But what about those times we miss Mass out of simple unwillingness to be inconvenienced?  We cling to more than we need and leave others in desperate want.  We love as long as it feels good or reject the teachings of the Church the moment it asks something of us that we don’t like.  We hide our sin from Confession, spiting in the face of Love Himself when we receive His sacred Body and Blood unworthily.  We sit at Mass the way we sit in a movie theater, passively going through the motions, overlooking the divine realities taking place.  Crucify Him!  Crucify Him!


Is it any wonder that at the end of it all – in His divine mind able to see the entirety of human experience – aware of the ways you and I would ignore, resist, and work against the very love His pain and agony offers us – is it any wonder that in His last breaths He felt abandoned and alone?  “…why have you forsaken me?”


Friends – we are all joined together in the hypocrisy of Palm Sunday.  We are all guilty.  Thank God – THANK GOD – this is a story, this is a day, this is a celebration of who Jesus is and not who we are!  Because, the story doesn’t end with our hypocrisy – the story doesn’t end with our fickle, two-faced transformation.  The story, the celebration, the Good News is that the pain and agony of the Cross, the humiliation and betrayal or our “Crucify Him” – the story we tell today – this story, this celebration, this Good News is that Love wins!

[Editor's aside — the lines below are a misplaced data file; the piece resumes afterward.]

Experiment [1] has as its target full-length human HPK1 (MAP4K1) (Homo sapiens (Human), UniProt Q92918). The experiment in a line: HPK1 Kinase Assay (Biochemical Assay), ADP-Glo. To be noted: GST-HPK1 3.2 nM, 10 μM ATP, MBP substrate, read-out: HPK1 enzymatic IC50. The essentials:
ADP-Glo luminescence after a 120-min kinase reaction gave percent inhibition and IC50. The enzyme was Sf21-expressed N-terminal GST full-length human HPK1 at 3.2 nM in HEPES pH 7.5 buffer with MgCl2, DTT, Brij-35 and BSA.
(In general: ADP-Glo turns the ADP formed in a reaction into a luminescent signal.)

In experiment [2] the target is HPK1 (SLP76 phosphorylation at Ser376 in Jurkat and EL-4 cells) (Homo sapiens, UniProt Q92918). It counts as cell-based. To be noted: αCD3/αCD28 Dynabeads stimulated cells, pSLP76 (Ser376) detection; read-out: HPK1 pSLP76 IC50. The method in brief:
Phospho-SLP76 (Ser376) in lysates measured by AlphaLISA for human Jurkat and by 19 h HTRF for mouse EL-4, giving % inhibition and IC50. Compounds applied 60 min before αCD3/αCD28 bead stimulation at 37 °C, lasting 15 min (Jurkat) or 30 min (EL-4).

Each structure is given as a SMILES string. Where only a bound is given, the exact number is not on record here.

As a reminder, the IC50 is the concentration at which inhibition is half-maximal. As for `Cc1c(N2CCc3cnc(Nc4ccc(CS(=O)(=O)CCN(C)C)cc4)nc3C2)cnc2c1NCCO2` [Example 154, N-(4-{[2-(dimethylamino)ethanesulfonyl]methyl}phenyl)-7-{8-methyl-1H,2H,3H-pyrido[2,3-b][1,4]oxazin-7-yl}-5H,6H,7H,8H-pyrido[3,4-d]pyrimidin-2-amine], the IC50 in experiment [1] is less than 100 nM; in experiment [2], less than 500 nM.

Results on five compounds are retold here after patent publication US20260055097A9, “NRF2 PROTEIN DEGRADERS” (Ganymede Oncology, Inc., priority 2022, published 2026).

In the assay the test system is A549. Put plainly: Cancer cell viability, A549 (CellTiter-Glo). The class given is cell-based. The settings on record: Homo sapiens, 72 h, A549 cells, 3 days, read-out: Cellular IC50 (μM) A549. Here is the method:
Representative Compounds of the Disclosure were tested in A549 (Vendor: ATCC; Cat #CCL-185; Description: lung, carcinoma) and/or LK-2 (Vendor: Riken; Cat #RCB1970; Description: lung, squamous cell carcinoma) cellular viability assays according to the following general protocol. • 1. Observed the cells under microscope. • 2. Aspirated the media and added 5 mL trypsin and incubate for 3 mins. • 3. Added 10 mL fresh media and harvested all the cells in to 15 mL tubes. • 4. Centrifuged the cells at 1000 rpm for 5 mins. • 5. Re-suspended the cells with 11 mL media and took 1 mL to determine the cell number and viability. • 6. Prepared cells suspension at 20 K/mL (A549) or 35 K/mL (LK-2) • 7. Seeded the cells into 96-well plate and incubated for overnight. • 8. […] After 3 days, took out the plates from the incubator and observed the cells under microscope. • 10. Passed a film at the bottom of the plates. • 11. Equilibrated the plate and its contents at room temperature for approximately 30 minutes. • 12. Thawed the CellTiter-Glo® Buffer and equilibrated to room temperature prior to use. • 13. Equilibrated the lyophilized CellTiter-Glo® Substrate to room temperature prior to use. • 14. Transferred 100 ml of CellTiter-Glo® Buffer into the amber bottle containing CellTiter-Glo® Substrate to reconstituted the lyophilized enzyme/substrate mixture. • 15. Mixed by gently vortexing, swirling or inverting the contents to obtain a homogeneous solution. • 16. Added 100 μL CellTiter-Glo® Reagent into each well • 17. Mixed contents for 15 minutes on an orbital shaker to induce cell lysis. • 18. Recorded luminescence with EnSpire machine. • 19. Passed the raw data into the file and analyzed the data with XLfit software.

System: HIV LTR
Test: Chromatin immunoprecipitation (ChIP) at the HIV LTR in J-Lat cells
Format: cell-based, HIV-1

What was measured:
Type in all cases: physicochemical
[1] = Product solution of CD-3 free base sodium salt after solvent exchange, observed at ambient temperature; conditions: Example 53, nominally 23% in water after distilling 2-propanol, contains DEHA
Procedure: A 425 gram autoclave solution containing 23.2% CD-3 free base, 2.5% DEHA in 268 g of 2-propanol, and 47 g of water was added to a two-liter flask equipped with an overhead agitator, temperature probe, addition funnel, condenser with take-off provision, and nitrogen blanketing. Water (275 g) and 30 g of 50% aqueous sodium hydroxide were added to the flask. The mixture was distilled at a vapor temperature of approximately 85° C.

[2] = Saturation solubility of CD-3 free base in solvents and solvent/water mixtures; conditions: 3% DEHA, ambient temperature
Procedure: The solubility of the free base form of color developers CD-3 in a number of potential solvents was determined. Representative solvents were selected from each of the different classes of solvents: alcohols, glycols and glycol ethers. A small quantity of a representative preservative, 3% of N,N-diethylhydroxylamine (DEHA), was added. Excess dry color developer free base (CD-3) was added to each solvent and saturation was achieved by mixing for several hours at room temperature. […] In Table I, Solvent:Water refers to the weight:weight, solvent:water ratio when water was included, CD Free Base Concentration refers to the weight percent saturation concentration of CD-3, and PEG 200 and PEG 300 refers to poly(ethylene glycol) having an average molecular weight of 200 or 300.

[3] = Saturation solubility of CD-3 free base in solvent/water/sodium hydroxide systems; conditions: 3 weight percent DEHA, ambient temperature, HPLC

Day after day, if we let ourselves be pierced by the Mercy that flows from the Passion and Death of the Lord, our sin is overcome and the crucifixion pierces us with Love and earns for us a place in that kingdom where we become wholly, completely and forever among the parade of faithful witnesses ringing out Hosanna to the King!  

The story isn’t our betrayal.  The story is this:  Jesus wins!! Jesus wins in our lives!  Love wins in our lives! Even our own hypocrisy can’t destroy the power of this King’s love and mercy!  Hosanna to the King!